I’m comparing the Canon SX50 HS to my Sony HX-100v. The lens specifications for each camera are:
||4800mm (4x, 200x)
||[I can’t find it, but apparently higher than 1200mm but much less than 4800mm]
Numbers only say so much. (These numbers were provided by Snapsort, which I recommend.) In each of the following groups, the photos on the left are from the Canon; those on the right are from the Sony. The default image format is wider on the Canon. Though the two cameras can be set to similar dimensions, I left the defaults to make it easier for me to tell images apart — dimensions should not be considered in this comparison. You can select any of these photos to see it full-sized.
Wide Angle vs Optical Zoom
There’s a stop sign in the middle of each photo above.
To be fair, the Canon has a long optical zoom. In that regard, a fairer comparison might be to the Sony HX300, another 50x zoom.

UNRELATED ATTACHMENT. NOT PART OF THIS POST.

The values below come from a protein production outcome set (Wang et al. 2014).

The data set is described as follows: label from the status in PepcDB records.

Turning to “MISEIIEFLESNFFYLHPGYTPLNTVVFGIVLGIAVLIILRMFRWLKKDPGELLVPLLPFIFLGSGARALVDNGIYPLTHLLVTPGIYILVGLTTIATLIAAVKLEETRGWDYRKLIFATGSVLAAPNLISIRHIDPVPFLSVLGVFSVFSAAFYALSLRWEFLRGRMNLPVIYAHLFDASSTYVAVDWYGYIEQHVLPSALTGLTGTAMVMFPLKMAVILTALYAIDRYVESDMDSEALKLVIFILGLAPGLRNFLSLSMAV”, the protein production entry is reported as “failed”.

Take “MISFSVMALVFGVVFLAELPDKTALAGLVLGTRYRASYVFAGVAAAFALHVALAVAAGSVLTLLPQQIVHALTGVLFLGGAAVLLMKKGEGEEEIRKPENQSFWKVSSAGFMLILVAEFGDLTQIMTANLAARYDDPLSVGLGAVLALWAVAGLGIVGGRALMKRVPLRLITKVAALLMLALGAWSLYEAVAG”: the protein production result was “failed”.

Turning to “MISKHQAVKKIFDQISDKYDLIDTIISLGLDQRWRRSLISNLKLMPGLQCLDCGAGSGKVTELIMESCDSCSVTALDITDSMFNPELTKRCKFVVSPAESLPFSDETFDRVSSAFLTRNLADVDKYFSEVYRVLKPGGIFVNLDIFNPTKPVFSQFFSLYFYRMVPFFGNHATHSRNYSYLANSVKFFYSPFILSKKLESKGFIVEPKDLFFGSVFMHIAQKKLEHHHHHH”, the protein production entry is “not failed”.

Similarly, digital zoom boosts optical, so this Sony (and the HX-200v) can’t compete. However, note the “OL RD NE” in the two road signs. Sony is obviously much rougher/blurrier.
In fact, note that the Sony digital zoom leapfrogs the Canon’s optical zoom. I’ll dupe the 3rd and 8th photos and place them side-by-side.
Many experts reject digital zoom, but I think you should try it on your own camera and decide for yourself.
It’s this last pairing that makes it harder to decide whether to stay with Sony or with Canon. I’m willing to use digital zoom on the Sony, which beats optical zoom on the Canon. But, then, the “OL RD NE” examples may seal the deal. In direct comparison of settings, Canon beats Sony magnification and image quality. Moreover, the Canon zooms very quickly, much more so than the Sony. And, the Canon has a magic button on the lens barrel that zooms out for orientation then returns to zoom on release. Very handy.
This doesn’t tell the whole story. Continue to Part 2.